IlliniPundit had the temerity to suggest that contrary to the assumption of many, America is a force for good in the world, and not of evil.
That brave suggestion presupposes agreement on the meaning of "good", however. In today's climate of Carrolinian redefinition, attaching meaning even, or perhaps especially to the simplest words requires a foundation built laboriously on the eroding sands of common understanding, subject always to the deconstructionist's indignant retort.
Words do have some meaning, as even the staunchest post-modernist would agree (though "post-modernist" is perhaps itself not well-defined). I submit that while it may not be possible for America's critics and her apologists to agree that any one particular thing is "good", we can at least agree that there is an adjective we use to mean we prefer one result to another, or one thing to its opposite.
But what does it mean for a nation to be "good"? Are we only saying that we prefer its existence to its absence? I think it's more than that.
When struggling to define "good" for a nation, it is tempting to fall back on what it means for an individual to be good. though nations are not individuals and must be held to different standards. On indulging the temptation, and recalling that almost all people everywhere have seen selfless giving as a high good, we can suppose that a pattern of selfless giving on the part of a nation, if such were possible, would tend to put that nation in line for the label "good".
The difference between personal morality and national goodness is that in a nation, people do not all hold the same views. That is part of why nations cannot be judged by the same moral standards as individuals: national governments must seek the good of all, if they are to last, and in doing so are often praised for things which would redound sharply against an individual, or criticized for that which would exalt an individual.
So does that conflict between standards for individual and national virtue apply to goodness? A national government cannot be as selfless as an individual, any more than a father or mother would be right to deprive and neglect his or her children to care for those outside the family. A single person can choose to live in abject and unhealthful poverty. The needs of a family, or those of the citizens of the nation, intervene.
Perhaps attractiveness in nations is a good meter for goodness, though here the bar is set so low for my argument that I may feel foolish completing it.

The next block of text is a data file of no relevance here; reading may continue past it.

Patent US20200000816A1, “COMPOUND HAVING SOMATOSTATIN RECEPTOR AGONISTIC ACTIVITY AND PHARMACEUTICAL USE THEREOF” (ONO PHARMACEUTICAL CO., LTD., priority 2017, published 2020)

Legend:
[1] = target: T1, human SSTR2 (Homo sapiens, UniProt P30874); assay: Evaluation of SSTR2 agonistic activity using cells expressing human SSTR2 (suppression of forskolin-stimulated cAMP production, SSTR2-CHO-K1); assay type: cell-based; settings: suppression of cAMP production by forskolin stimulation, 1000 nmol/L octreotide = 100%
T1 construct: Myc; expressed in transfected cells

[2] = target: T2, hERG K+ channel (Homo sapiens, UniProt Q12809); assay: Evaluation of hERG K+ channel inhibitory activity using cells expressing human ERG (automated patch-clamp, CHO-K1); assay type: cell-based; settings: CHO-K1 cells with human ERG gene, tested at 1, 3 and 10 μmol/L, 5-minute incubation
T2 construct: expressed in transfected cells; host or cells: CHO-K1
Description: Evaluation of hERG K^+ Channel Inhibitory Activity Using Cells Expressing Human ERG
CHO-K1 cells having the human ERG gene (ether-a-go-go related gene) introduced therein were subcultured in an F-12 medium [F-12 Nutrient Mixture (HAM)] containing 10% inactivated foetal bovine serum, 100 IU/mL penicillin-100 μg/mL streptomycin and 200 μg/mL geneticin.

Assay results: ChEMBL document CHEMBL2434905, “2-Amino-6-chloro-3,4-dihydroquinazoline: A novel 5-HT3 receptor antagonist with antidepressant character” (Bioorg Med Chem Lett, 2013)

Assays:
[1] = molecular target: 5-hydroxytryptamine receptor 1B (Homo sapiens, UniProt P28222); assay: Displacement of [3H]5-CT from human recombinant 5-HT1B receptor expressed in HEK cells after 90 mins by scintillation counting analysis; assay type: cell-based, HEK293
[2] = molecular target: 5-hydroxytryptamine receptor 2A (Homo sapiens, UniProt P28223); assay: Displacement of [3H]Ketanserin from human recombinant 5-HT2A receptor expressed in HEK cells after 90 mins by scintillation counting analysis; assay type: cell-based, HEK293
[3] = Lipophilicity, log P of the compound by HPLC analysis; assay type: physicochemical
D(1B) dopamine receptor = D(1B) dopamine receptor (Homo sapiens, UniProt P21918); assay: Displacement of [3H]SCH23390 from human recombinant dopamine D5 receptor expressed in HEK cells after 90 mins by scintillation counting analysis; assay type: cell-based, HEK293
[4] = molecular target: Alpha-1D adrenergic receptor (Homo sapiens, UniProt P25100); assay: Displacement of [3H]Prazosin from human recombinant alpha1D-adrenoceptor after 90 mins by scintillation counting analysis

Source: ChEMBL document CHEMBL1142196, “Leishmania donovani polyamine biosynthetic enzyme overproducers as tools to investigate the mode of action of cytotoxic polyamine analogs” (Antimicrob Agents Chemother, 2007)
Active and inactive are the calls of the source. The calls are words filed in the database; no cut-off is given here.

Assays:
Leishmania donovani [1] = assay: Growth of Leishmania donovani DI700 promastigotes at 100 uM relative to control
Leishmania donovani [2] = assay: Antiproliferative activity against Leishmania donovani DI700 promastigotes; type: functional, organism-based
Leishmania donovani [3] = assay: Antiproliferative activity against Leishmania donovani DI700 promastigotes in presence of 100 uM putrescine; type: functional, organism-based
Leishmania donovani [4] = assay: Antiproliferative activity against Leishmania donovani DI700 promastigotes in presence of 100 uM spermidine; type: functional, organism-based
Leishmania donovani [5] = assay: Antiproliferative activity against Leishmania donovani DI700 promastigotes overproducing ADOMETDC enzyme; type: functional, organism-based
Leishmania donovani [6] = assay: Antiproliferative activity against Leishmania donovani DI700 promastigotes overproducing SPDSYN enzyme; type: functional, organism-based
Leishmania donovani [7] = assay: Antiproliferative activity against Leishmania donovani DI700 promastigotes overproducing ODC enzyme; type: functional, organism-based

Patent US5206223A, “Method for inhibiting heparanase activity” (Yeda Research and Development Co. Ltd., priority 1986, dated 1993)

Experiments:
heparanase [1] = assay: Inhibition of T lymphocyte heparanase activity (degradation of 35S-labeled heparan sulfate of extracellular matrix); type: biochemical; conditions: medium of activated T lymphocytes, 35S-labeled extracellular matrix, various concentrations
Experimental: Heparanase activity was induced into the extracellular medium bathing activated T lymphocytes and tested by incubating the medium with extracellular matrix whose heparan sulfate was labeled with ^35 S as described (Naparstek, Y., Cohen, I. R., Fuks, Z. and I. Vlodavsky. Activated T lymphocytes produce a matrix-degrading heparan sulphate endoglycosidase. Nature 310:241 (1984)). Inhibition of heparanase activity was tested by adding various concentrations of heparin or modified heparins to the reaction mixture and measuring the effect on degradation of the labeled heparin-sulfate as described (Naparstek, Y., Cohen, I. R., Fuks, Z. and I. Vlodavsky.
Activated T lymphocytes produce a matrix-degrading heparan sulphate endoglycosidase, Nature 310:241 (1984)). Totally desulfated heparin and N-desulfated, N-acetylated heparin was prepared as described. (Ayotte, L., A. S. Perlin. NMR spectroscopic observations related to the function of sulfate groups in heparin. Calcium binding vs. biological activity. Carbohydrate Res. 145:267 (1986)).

People don't allow themselves to be stuffed into the hold of cargo ships to get into China, or France, or Belgium. They come to America. But that only says that some people like the idea of America more than the reality of their homeland, which is not quite the same thing as being "good".
People come to America as they always have for two separate and inseparable reasons: the promise of prosperity, and the lure of liberty. Perhaps in the many generations who have journeyed here over the past four centuries there have been some who came only for liberty, or only in search of wealth, but each and every one of them also knew that if they were free to worship in their own way, they would likewise be free to turn their hand to whatever they wished. Similarly, those seeking wealth cannot but have known that here they would be free to worship, speak, write, and travel largely as they wished. One can hardly expect to prosper otherwise. And despite the growing tyranny of political correctness, in America one can still largely believe, say, and do whatever it is that strikes his fancy.
At present, we are still free. And that is a good thing about America.
America has for the past hundred-odd years been wont to engage in foreign wars not to gain territory or resources, but in defense of others. In particular, American lives have been expended to the ideals of others, and most especially their right to govern themselves. Sometimes our mission has been clouded in a kind of international conflict of interest, in which our dual goals of defending liberty and securing something else of value has been seen to sully our moral authority.
And yet this defense of liberty and the use of military force to extend commercial influence are similar, and in fact no different, from the desire of those emigrating from some impoverished or tyrannical country. For the desire to extend freedom to others and the desire for favorable trade climate are also inseparable. We cannot extend the social freedoms without also creating a free economy.
America has shown the world that a democratic republic could not only survive, but flourish. She has come to the rescue of nations beset by their own ill-constructed economies, natural disasters, and by other nations. And all America asks in return is that people be free.
America is good. It's almost a tautology.
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